Two-Factor Authentication the right way

About two-factor authentication:

You may or may not use two-factor authentication (2FA) on your important online identities (like Google, Facebook, Twitter, or any other ‘personal’ account).

Photo showing two-factor authentication

So, whenever you log into one of those accounts you are prompted for two things next to your username, namely your password and two-factor token.

In Theory:

Why does this token create an extra benefit? Let’s look at some of the different flavours of authentication:

  • Something your know (like a password). This is one of the most common means of online authentication. You fill in a piece of text only known by you, so the system can verify that you are who you say you are.
  • Something you have (like a smartcard, also called a Security Token). This form is used a lot more in offline environments. If you take a bank for example, the Something you have can be your ATM-card. And they combine it with Something you know, namely your PIN.
  • Something you are (like a fingerprint). This form is sometimes found on certain laptops, and can even be used to configure two-factor login with PAM under linux.

So, two-factor authentication is a combination of above named flavours. Because it’s a combination, it’s sometimes called ‘multi-factor authentication’.

In practice:

Previous situation:

I used to have two-factor setup only on a select few important accounts for me. Although it worked out, I was kind of scared for losing my phone, since losing it, means losing access to the generated that creates the OTP (One Time Password) tokens.

When you set your account up, you usually get the option of generating a few ‘scratch-codes’. These codes are not bound by time, but can be used in case of an emergency. However, I needed a place to store the codes.

I used to store them in my password manager, but I wasn’t too happy about that, since it would break the multiple factors of something I know, and something I have stored together.

Current situation:

You may have read my blogpost about the YubiKey Neo which I use for PGP subkeys. One other thing the Neo can do, is using NFC. If you are familiar with Google Authenticator on your mobile device, Yubico offers a slightly patched alternative called Yubico Authenticator. It does things very similar, altough it requires NFC of the YubiKey to show the OTPs. One benefit of this is that I can use it on any device which has the Yubico Authenticator installed.

This photo is taken from the Yubico blog https://www.yubico.com/2013/09/yubikey-neo-oath-applet/

This photo belongs to Yubico

The same problem I had in the past still stands unfortunately, what if I lose my YubiKey? Well, for PGP, I can create new subkeys, but for OTPs, I can’t, since I don’t know the secret.

I’ve found a trick online which is so simple that I feel stupid not thinking about it before, whenever you set up two-factor authentication, you usually get a nice QR-code that you would scan to transfer the secret onto your device. You then enter one of the OTPs to confirm the generator works properly.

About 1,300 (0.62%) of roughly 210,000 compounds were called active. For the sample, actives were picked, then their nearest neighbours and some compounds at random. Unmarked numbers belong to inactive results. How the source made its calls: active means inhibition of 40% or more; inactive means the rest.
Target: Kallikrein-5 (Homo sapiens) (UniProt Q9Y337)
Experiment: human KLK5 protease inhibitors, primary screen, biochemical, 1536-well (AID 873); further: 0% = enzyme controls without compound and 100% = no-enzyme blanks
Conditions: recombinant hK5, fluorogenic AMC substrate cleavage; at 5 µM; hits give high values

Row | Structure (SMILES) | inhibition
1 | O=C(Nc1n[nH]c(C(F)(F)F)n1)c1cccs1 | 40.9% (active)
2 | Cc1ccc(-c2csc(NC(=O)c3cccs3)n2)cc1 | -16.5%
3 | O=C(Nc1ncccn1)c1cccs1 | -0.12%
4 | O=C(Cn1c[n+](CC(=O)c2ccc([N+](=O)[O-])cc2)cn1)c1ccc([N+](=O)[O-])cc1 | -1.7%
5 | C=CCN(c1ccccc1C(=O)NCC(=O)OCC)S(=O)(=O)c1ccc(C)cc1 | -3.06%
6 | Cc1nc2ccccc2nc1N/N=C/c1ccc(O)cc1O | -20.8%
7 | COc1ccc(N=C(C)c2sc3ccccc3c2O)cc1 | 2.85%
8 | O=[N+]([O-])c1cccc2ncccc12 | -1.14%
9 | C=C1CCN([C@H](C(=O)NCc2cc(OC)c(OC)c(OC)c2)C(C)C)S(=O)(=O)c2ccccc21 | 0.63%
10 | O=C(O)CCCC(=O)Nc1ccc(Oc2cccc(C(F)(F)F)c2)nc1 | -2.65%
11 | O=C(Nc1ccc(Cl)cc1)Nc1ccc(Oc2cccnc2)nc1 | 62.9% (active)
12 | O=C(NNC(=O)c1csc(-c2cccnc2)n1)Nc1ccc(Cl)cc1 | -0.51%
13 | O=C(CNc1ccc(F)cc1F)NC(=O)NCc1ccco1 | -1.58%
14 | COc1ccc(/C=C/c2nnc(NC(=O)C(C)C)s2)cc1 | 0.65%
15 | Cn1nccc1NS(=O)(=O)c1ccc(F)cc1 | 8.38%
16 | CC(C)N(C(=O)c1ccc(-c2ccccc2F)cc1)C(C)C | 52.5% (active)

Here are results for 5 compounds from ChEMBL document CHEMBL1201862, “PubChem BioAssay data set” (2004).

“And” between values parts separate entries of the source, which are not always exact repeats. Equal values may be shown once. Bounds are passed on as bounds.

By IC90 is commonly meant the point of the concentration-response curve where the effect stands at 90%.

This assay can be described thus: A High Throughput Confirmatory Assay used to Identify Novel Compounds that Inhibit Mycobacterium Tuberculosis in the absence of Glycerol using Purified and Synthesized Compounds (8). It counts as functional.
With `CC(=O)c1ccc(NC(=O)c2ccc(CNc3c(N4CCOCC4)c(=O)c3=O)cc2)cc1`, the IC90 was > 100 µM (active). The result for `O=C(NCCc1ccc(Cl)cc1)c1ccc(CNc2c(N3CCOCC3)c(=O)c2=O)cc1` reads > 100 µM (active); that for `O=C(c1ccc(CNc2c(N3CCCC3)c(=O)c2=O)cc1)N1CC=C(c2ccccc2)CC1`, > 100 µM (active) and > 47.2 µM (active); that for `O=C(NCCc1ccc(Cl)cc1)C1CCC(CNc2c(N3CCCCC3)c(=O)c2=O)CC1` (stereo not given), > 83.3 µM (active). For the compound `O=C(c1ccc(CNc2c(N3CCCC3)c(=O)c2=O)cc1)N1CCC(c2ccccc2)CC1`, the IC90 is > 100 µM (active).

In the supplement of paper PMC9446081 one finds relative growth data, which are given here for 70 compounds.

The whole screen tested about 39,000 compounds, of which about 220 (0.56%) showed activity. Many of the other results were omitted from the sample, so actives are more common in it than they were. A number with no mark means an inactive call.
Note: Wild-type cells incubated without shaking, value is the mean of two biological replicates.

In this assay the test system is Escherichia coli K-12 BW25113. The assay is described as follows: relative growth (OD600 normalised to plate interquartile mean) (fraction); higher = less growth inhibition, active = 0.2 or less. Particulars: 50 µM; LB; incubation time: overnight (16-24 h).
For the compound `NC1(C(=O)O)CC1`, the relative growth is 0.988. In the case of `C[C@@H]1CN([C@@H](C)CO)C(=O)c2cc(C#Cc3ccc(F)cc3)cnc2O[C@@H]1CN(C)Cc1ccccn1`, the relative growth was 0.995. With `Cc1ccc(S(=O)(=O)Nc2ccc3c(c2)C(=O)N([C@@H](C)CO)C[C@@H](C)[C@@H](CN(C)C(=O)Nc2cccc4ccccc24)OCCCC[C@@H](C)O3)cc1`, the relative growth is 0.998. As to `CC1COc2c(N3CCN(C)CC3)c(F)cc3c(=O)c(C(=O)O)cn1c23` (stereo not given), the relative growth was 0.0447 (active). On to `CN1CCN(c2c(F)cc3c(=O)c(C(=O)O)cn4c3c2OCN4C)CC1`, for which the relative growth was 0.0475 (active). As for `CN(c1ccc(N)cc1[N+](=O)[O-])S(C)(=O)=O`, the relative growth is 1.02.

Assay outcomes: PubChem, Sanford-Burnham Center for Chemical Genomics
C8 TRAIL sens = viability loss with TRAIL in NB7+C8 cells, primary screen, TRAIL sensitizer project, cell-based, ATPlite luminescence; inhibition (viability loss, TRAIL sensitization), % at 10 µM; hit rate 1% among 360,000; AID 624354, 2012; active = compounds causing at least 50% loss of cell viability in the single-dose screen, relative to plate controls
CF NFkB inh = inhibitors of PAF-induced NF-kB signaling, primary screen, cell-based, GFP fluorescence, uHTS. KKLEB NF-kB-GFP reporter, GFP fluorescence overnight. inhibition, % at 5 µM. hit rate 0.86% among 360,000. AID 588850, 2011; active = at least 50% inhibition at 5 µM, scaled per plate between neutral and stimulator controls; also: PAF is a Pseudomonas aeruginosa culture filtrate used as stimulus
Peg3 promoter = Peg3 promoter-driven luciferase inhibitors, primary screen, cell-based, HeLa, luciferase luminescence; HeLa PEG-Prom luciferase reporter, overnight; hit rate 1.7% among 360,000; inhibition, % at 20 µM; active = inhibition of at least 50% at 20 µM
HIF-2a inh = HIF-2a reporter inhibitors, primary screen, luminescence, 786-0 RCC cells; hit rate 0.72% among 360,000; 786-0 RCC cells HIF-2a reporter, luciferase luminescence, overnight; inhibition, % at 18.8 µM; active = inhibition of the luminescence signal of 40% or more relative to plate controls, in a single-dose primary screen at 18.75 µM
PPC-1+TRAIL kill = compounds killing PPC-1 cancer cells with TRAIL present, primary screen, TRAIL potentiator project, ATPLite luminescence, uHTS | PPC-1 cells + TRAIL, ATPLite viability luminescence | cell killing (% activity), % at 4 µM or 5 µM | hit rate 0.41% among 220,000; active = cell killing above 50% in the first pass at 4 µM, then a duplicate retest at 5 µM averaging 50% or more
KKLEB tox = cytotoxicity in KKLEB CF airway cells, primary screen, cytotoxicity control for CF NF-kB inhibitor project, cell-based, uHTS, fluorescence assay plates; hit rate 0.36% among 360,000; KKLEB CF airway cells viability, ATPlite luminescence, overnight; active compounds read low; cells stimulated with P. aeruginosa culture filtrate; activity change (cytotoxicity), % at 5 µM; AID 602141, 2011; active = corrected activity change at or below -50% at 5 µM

I have an old iPhone 4 laying around which wasn’t used anymore since it’s too slow now-a-days, however I still have Google Authenticator installed. I setup all of my codes again for the YubiKey, and at the same time scanned the QR-codes with my iPhone, and verified that both generate the same keys before confirming the new secret. That way I always have a ‘backup’ of my secrets.

I store this phone together with my USB-stick containing the PGP master-key, and only use it in emergencies.

Conclusion:

I now have a separation of something I know and something I have, while avoiding the risk of losing the something I have. Since I have a backup of on my old iPhone. On the other hand, I don’t even have to keep my phone with me, since the YubiKey works universally on any device that has the Yubico Authenticator.

If you have any questions or feedback, I’d love to hear from you in the comments below. Please let me know if you have made similar setups :)

PS. I am in no way affiliated with Yubico, I’m just a happy customer! :)

YubiKey Neo with PGP subkeys

I have been using PGP keys for some time, using them to sign and/or encrypt my e-mails (I use Mozilla Thunderbird with the Enigmail plugin for this).

I’ve been wanting to create a setup where I use these keys for more then just e-mail, for encrypting files or as SSH authentication for example. This also includes the ‘pass‘ tool, which utilizes a combination of git and pgp as a password manager in a powerful way.

As an owner of a YubiKey Standard ($25 and only for OTP purposes), I’ve known about the more expensive models (like the $50 YubiKey Neo), as I know of the existance of OpenPGP smartcards in the world. An important difference is, quite a few smartcards allow for only 1024bits keys, while the YubiKey allows 2048bit keys.